The Note: Hair-raiser


Radio ads are inexpensive (no TV yet for Rudy), but this could indicate a change in strategy for Giuliani, who has hinted strongly that he would focus on the larger states that vote after the first batch. (Maybe somebody's noticing that the field looks mighty different with Sen. John McCain, R-Ariz., down if not quite out.) And not mentioning 9/11? Will his candidacy be larger than that of Action Hero Rudy? The ads "play up Giuliani's cuts in crime, welfare rolls, taxes and government spending in New York City when he was its mayor from 1994 to 2001," Newsday's Tom Brune writes.

Sen. Sam Brownback, R-Kan., is such a nice guy to be running such a rough campaign. He's got two rival candidates -- former governor Mitt Romney, R-Mass., and Rep. Tom Tancredo, R-Colo., simultaneously calling on him to pull automated phone calls from circulation. Brownback is attacking both for past financial ties to Planned Parenthood, and is standing by the ads, even though neither is still on the air, ABC's Julia Bain reports.

With the federal minimum wage increasing today, ABC's Teddy Davis identifies another possible Romney flip-flop. He was in favor of automatically adjusting the state minimum wage to account for inflation when he ran for governor in 2002, but isn't stating a position now. "You know, I haven't looked at the federal minimum-wage process," Romney said. It's an easy enough question for a Harvard MBA to understand, governor: The minimum wage doesn't adjust for inflation now -- do you want it to in the future?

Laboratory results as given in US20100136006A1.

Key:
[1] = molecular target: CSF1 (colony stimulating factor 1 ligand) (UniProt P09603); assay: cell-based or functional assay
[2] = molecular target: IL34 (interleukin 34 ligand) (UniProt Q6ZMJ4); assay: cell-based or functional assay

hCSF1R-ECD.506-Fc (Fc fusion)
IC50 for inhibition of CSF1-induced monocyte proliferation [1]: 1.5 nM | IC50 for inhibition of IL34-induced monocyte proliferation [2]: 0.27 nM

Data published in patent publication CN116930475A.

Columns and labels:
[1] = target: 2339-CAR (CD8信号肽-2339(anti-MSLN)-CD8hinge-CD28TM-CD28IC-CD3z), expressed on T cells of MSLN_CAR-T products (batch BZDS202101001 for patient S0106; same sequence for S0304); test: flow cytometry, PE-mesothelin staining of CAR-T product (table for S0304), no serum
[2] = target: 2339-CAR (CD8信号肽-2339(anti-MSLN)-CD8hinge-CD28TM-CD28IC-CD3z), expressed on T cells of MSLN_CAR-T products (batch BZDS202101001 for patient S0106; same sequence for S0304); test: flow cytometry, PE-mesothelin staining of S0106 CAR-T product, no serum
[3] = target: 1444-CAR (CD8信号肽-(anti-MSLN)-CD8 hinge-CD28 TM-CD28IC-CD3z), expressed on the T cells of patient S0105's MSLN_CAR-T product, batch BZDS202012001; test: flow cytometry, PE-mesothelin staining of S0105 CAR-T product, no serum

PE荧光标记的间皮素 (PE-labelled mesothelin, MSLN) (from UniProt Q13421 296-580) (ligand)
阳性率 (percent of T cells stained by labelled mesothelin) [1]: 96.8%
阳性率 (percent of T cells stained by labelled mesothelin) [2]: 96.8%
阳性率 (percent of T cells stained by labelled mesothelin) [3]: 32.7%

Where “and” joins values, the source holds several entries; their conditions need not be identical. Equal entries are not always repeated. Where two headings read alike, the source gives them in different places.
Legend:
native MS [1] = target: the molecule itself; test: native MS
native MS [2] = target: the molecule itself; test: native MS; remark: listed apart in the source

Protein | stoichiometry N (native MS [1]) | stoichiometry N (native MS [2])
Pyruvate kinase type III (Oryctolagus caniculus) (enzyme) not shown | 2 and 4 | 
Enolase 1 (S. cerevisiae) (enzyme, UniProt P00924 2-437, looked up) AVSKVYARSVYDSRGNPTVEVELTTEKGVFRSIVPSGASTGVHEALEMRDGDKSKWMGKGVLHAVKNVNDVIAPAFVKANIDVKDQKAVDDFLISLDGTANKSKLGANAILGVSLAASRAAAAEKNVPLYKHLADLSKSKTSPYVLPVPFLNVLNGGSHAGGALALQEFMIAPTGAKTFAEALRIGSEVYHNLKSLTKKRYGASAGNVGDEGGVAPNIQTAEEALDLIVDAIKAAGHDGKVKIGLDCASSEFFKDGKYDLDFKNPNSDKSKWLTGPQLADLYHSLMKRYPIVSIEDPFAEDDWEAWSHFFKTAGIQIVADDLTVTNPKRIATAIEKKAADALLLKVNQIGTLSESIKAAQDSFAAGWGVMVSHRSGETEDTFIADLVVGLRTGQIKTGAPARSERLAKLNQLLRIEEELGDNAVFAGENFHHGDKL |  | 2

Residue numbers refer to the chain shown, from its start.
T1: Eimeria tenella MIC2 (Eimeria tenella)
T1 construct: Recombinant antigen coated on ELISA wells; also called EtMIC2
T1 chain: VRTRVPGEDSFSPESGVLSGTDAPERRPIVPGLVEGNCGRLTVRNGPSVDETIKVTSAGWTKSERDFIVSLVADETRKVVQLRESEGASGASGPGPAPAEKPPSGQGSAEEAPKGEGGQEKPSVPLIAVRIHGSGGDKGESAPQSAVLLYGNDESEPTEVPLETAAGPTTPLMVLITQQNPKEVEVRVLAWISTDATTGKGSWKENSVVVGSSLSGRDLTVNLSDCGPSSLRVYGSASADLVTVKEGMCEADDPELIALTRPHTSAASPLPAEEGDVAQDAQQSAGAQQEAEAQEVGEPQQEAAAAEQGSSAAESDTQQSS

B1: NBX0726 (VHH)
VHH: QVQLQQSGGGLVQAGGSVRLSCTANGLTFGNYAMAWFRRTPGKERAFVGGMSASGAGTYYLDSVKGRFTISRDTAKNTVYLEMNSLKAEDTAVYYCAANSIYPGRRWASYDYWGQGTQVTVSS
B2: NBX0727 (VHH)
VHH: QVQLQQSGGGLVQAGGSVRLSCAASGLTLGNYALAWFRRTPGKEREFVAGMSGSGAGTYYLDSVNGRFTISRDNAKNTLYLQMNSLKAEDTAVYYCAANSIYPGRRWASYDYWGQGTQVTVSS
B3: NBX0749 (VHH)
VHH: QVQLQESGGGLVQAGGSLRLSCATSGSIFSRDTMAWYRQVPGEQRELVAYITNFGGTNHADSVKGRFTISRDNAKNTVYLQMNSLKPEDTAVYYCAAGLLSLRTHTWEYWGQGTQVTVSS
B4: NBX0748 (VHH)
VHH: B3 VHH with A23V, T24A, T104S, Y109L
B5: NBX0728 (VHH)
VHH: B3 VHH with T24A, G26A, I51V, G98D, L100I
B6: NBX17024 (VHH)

Another Romney staffer is in the news -- and not in a good way. Now one is boasting in his MySpace profile that "he's a top secret 'special ops' employee who toils in the 'underbelly of politics,' " per the Boston Herald's Casey Ross.

Paul Kane of The Washington Post has details of "political briefings for the Bush administration's top diplomats," including Karl Rove-run PowerPoint presentations for ambassadors. "The briefings, mostly run by Rove's deputies at the White House political affairs office, began in early 2001 and included detailed analyses for senior officials of the political landscape surrounding critical congressional and gubernatorial races, according to documents obtained by the Senate Foreign Relations Committee," Kane writes. We are shocked.

The kicker:

"I am going to take whatever I have left and go home. . . . Good-bye America." -- Cindy Sheehan, May 29.

"I had to get back into it." -- Sheehan, yesterday, as she prepares to announce her candidacy against House Speaker Nancy Pelosi, D-Calif. This makes her "the Michael Jordan of the peace movement," per The Washington Post's Dana Milbank.

Next up: The Republican presidential debate August 5 in Des Moines, to be broadcast as a special edition of ABC's "This Week." Submit your questions for the candidates here.

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